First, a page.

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Reading Group Guide

Discussion Questions

Reef Road

1. REEF ROAD is inspired by a true crime that affected the author’s family. Writers like Dominick Dunne and Michelle McNamara are examples of writers who examined the profound effect a single act of violence can have on those who are not the victim. Are you familiar with this syndrome, and have you ever personally felt the tentacles of someone else’s injury alter the way you live or the choices you make?

2. The writer’s mother is forever changed by the murder of her best friend in 1948. But it was not until 1980 that the term Post Traumatic Stress Disorder appeared in the Diagnostic and Statistical Manual of Mental Disorders. Experiences such as war, sexual assault and childhood abuse seem to enter us at a cellular level and stay there. Are you able to discuss any experiences you have had, or that you are familiar with, that have affected you or someone you love?

3. The writer is damaged by her damaged mother. Linda and her husband, Miguel, are burdened with family scars as well. In 1966, Canadian psychiatrist Vivian M. Rakoff and her colleagues recorded high rates of psychological distress among children of Holocaust survivors, and the concept of generational trauma was first recognized. Are there patterns in your family that you can link to long-ago traumas of an earlier generation? Have you done any specific work to release their hold on you?

4. There is much debate among novelists about whether or not to write about the COVID-19 pandemic. Some feel it is too soon to “go there” and are confining their novels to before or after this global experience. Royce chose to capture the eerie “twilight zone” feeling of desertion and claustrophobic heat of the Florida lockdown in 2020, finding it conducive to the true crime and noirish ambience of REEF ROAD. Do you agree that the pandemic lockdown mimicked a wartime siege and lent constraints that served the thriller?

5. Are you fascinated by, or simply curious about, true crimes? What do you think it is about delving into horrific acts that really took place that captures our attention? Does it give us a sense of satisfaction or relief? And is that sense of relief possible if the crime has remained unsolved?

6. REEF ROAD fictionalizes an unsolved murder that took place in Pittsburgh in 1948. The author did not wish to comment on the real crime or its possible perpetrator. And she felt that fiction was a cleaner vehicle to explore overarching truths of human nature, minus the encumbrances of factual details. Have you considered this concept --- telling truth through fiction --- and do you agree with it?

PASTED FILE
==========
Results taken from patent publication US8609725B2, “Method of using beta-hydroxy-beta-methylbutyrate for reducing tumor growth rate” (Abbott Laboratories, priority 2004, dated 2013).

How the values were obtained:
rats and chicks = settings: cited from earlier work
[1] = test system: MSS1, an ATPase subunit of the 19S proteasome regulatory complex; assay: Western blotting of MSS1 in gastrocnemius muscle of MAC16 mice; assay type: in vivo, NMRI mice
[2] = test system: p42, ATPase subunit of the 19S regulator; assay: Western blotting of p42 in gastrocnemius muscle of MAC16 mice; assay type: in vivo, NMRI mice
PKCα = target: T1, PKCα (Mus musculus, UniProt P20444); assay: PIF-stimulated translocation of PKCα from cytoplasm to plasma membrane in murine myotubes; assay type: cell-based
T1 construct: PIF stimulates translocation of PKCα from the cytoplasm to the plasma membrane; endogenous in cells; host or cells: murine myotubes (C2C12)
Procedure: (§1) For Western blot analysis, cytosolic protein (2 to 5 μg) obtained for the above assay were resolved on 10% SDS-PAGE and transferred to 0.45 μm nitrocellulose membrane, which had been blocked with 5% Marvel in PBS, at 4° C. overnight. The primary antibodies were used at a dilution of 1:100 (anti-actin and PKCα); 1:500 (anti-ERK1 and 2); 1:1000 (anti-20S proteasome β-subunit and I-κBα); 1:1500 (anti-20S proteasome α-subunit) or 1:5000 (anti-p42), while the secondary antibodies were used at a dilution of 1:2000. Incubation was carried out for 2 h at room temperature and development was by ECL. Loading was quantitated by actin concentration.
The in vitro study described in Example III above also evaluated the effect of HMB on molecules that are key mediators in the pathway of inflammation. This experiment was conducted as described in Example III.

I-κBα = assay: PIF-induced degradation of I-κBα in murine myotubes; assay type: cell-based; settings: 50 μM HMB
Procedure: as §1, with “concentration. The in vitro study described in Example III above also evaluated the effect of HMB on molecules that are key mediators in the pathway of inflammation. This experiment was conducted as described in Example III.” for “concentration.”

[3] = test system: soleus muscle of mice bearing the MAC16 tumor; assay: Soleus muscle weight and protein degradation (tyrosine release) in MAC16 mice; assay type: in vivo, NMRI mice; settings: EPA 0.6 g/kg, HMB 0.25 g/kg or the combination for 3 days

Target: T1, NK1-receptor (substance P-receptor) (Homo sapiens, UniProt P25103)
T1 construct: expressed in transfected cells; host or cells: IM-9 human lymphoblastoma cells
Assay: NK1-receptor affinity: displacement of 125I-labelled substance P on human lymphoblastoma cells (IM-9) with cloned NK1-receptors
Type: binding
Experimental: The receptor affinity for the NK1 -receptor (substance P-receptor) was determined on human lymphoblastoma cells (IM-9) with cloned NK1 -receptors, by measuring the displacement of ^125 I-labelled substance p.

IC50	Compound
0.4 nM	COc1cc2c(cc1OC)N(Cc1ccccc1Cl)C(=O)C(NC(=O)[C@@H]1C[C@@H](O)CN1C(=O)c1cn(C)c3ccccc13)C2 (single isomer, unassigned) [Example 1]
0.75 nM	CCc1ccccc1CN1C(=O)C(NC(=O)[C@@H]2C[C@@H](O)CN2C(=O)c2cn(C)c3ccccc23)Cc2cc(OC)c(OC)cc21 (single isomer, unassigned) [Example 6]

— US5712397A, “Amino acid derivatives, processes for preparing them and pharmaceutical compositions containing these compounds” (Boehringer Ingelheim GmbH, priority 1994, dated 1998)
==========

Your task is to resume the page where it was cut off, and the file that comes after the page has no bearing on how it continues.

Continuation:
7. Linda Alonso is a complicated woman, driven by strong passions. She changes sexual partners freely and uses people to get what she wants. Her storyline is the noir element of REEF ROAD. She does, however, deeply love her children, Diego (Gogo) and Esperanza (Espie). Is her love for her children enough to redeem her in your eyes?

8. The writer remains nameless until a pivotal moment when her name is revealed along with a central point of the plot. This is a moment when the separate storylines are joined and the reader understands what unites them. Were you surprised by these revelations, and did you find them satisfying?

9. The writer’s sections are written in first person and resemble journal entries. Linda Alonso’s sections are written as a book-within-a-book. We hear Linda’s voice in third person, but she remains unreliable. And the prologue of the book plays out as a bird’s-eye-view of the two teenage surfers and their gruesome discovery on Reef Road Beach, watched by the writer at a distance. Do you enjoy a changing perspective such as these in REEF ROAD? If you were to write a book (or have already?), what is your chosen voice?

10. Near the end of the book, the writer quotes the Bible, the classics and Shakespeare to talk about the sins of the fathers raining down upon the heads of the sons. Surely we live in a time when we are equipped to do the work to shake off the demons of the past, don’t we? Or do we?

11. The writer leaves Linda’s children alone when she finds them in Mexico. Emma Straub writes in THIS TIME TOMORROW, “Happy endings were too much for some people, false and cheap, but hope --- hope was honest. Hope was good.” So, while REEF ROAD doesn’t end in a “happily,” did you feel hope for Linda’s children at the end?

Reef Road
by Deborah Goodrich Royce